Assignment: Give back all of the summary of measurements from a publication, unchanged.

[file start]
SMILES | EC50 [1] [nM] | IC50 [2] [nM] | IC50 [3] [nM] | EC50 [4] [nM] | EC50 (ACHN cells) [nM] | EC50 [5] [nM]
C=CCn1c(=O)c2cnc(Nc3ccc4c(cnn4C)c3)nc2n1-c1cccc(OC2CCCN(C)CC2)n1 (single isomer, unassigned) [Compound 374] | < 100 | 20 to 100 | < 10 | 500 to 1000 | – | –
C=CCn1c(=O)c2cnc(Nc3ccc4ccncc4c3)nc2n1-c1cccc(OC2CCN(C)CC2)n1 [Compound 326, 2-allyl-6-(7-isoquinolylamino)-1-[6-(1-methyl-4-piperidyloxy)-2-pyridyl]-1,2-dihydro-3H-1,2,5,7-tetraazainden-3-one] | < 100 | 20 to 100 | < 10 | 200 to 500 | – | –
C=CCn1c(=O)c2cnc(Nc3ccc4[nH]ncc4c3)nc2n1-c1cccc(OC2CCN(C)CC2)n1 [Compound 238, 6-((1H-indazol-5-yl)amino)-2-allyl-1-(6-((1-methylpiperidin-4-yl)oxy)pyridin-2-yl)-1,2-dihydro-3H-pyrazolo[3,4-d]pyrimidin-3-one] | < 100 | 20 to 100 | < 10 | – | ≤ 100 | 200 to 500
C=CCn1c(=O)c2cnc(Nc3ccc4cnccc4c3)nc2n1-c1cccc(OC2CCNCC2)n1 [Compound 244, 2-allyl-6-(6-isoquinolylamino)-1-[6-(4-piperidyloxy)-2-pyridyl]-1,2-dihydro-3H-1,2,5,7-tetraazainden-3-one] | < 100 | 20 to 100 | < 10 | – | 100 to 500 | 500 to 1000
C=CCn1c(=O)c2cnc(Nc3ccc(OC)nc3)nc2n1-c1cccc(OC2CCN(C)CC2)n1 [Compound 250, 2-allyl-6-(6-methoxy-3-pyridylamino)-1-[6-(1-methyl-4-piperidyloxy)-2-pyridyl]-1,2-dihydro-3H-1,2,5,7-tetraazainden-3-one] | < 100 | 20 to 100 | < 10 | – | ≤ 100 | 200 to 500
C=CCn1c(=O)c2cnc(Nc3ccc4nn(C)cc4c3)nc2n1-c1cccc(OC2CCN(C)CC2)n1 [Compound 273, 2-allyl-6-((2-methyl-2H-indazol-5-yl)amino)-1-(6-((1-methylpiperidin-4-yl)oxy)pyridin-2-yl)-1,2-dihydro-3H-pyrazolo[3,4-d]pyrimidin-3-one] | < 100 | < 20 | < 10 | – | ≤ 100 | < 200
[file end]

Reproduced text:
SMILES | EC50 [1] [nM] | IC50 [2] [nM] | IC50 [3] [nM] | EC50 [4] [nM] | EC50 (ACHN cells) [nM] | EC50 [5] [nM]
C=CCn1c(=O)c2cnc(Nc3ccc4c(cnn4C)c3)nc2n1-c1cccc(OC2CCCN(C)CC2)n1 (single isomer, unassigned) [Compound 374] | < 100 | 20 to 100 | < 10 | 500 to 1000 | – | –
C=CCn1c(=O)c2cnc(Nc3ccc4ccncc4c3)nc2n1-c1cccc(OC2CCN(C)CC2)n1 [Compound 326, 2-allyl-6-(7-isoquinolylamino)-1-[6-(1-methyl-4-piperidyloxy)-2-pyridyl]-1,2-dihydro-3H-1,2,5,7-tetraazainden-3-one] | < 100 | 20 to 100 | < 10 | 200 to 500 | – | –
C=CCn1c(=O)c2cnc(Nc3ccc4[nH]ncc4c3)nc2n1-c1cccc(OC2CCN(C)CC2)n1 [Compound 238, 6-((1H-indazol-5-yl)amino)-2-allyl-1-(6-((1-methylpiperidin-4-yl)oxy)pyridin-2-yl)-1,2-dihydro-3H-pyrazolo[3,4-d]pyrimidin-3-one] | < 100 | 20 to 100 | < 10 | – | ≤ 100 | 200 to 500
C=CCn1c(=O)c2cnc(Nc3ccc4cnccc4c3)nc2n1-c1cccc(OC2CCNCC2)n1 [Compound 244, 2-allyl-6-(6-isoquinolylamino)-1-[6-(4-piperidyloxy)-2-pyridyl]-1,2-dihydro-3H-1,2,5,7-tetraazainden-3-one] | < 100 | 20 to 100 | < 10 | – | 100 to 500 | 500 to 1000
C=CCn1c(=O)c2cnc(Nc3ccc(OC)nc3)nc2n1-c1cccc(OC2CCN(C)CC2)n1 [Compound 250, 2-allyl-6-(6-methoxy-3-pyridylamino)-1-[6-(1-methyl-4-piperidyloxy)-2-pyridyl]-1,2-dihydro-3H-1,2,5,7-tetraazainden-3-one] | < 100 | 20 to 100 | < 10 | – | ≤ 100 | 200 to 500
C=CCn1c(=O)c2cnc(Nc3ccc4nn(C)cc4c3)nc2n1-c1cccc(OC2CCN(C)CC2)n1 [Compound 273, 2-allyl-6-((2-methyl-2H-indazol-5-yl)amino)-1-(6-((1-methylpiperidin-4-yl)oxy)pyridin-2-yl)-1,2-dihydro-3H-pyrazolo[3,4-d]pyrimidin-3-one] | < 100 | < 20 | < 10 | – | ≤ 100 | < 200